Fundamentalist-led Southern Baptists convening

Southern Baptists will go back to the future when they begin their national convention in Houston tomorrow.

Fourteen years ago in Houston, the Baptists began a "holy war" that divided the nation's largest Protestant group into fundamentalist and moderate camps.


The fundamentalists stunned moderates at the 1979 gathering when the Rev. Adrian Rogers of Memphis, Tenn., won the presidency from moderate candidates, who had had a hammerlock on leadership for more than a decade.

It was the beginning of a series of fundamentalist victories that have left that faction in sole control of the 15.5 million-member national convention.


Fundamentalists control all six Southern Baptist seminaries, foreign and domestic missionary organizations and the Sunday School Board, one of the nation's largest religious publishing houses.

In effect, two national conventions are now held.

Moderates, who still control many independent state conventions, including the Baptist General Convention of Texas, gave up the fight for the national convention three years ago.

Many won't even attend the Houston gathering. Moderates have formed the Cooperative Baptist Fellowship, which met earlier this year in Birmingham, Ala. Although moderates remain in the denomination, many people believe that they will eventually split from the fundamentalist leadership.

During the Houston convention, some 20,000 voting representatives are expected to debate a report on Freemasonry that calls some traditions of the fraternal order incompatible with Baptist teachings. But the report leaves the decision on membership up to individual Baptists.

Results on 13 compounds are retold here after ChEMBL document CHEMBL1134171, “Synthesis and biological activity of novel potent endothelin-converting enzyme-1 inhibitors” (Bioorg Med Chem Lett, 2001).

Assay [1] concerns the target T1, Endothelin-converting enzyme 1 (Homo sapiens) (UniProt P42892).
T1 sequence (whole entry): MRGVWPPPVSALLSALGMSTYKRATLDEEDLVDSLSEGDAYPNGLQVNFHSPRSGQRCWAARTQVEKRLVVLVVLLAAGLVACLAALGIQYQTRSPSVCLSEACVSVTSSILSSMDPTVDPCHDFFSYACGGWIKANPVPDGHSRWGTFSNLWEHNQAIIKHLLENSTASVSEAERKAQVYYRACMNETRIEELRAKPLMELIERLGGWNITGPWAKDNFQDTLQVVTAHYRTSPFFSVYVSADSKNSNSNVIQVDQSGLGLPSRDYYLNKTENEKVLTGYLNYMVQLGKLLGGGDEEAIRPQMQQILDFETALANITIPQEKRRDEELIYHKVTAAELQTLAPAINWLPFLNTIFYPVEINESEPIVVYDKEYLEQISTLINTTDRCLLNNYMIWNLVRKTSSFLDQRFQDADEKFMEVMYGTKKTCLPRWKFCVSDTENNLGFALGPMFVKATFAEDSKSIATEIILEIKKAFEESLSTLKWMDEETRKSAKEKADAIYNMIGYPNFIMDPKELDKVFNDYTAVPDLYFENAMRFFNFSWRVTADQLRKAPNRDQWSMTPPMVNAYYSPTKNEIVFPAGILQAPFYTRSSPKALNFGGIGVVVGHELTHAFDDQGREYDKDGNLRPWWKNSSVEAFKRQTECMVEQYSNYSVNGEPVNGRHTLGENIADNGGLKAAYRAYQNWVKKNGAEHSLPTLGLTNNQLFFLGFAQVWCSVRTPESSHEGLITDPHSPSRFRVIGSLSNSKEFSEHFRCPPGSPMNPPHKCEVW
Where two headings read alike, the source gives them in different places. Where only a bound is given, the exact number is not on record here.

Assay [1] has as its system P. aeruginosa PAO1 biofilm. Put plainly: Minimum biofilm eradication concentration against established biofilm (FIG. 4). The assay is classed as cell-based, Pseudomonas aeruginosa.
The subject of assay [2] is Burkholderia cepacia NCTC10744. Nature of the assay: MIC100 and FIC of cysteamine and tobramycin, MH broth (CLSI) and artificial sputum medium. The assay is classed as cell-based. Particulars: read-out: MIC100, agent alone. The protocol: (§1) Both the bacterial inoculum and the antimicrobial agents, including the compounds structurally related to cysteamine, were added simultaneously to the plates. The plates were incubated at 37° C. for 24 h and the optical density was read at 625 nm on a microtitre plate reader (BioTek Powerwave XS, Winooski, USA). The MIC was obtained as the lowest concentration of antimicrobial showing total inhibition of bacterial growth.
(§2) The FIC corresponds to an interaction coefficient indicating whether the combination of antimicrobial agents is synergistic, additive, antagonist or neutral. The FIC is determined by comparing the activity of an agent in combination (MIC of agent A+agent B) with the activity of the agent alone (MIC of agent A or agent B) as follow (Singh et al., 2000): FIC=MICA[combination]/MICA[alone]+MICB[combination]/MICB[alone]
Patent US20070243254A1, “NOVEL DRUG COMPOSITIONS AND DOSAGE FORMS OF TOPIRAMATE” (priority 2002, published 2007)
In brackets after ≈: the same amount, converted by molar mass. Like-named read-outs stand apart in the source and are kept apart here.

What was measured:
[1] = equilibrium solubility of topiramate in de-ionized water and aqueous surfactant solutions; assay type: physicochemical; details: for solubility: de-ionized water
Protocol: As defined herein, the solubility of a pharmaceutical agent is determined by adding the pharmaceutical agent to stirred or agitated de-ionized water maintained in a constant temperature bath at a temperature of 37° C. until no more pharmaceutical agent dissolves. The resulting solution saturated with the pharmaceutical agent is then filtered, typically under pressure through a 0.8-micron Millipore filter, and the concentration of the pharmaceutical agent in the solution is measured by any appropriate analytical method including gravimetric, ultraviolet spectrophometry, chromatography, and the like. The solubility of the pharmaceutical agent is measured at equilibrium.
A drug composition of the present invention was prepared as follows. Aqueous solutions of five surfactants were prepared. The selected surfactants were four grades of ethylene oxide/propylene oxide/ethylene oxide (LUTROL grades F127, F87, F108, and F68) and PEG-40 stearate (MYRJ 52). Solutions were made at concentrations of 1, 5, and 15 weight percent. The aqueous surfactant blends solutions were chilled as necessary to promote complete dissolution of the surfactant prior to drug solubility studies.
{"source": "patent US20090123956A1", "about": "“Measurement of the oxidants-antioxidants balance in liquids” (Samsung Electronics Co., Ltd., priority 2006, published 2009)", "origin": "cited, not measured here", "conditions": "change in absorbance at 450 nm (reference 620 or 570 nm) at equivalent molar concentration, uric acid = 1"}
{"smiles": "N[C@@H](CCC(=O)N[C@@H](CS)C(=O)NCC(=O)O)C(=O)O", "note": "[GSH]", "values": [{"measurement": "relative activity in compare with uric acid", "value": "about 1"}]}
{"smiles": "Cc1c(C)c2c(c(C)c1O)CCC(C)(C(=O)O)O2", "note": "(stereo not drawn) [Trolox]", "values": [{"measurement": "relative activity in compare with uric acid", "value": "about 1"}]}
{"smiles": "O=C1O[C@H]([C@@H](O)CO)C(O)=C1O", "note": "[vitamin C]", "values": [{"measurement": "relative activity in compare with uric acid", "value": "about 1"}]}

Beaumont physician Larry Holly is leading the opposition to Masonry, which he has called "evil."

But some 1.3 million Southern Baptists are Masons. Among conservatives calling for a rejection of any criticism of Freemasonry is U.S. Sen. Jesse Helms, D-N.C., a Mason.

Baptists may take time to criticize President Clinton's policies, even though he is a Southern Baptist. A Christian Life Commission statement recently issued by the commission's president, Richard Land, denounces Mr. Clinton's plan to allow gays in the military.


One of the most controversial actions may come up this afternoon before the convention starts.

The Southern Baptist Foreign Mission Board trustees will meet to decide whether to approve the Rev. Jerry Rankin as board president.

Seventy-five percent of the trustees must approve Mr. Rankin, former associate pastor of Sagamore Hill Baptist Church in Fort Worth. He is a controversial choice to some because he supports contemporary "gifts of the Spirit," such as speaking in unknown tongues and faith healing.

Most Baptists say that emphasis on such charismatic practices is divisive and argue that such gifts of the Holy Spirit, mentioned in the New Testament, were operative only during the time of the Apostles.

Mr. Rankin's election could stir controversy during the meeting, which will continue through Thursday at the George R. Brown Convention Center.

But the election of a convention president, which in the days of the moderate-fundamentalist battles was the central event of any national convention, won't cause a ripple this year.


The Rev. Edwin Young, the current president and pastor of Second Baptist Church of Houston, will be approved by acclamation unless he decides not to serve another year. Several weeks ago, published reports said he was considering stepping down from the post.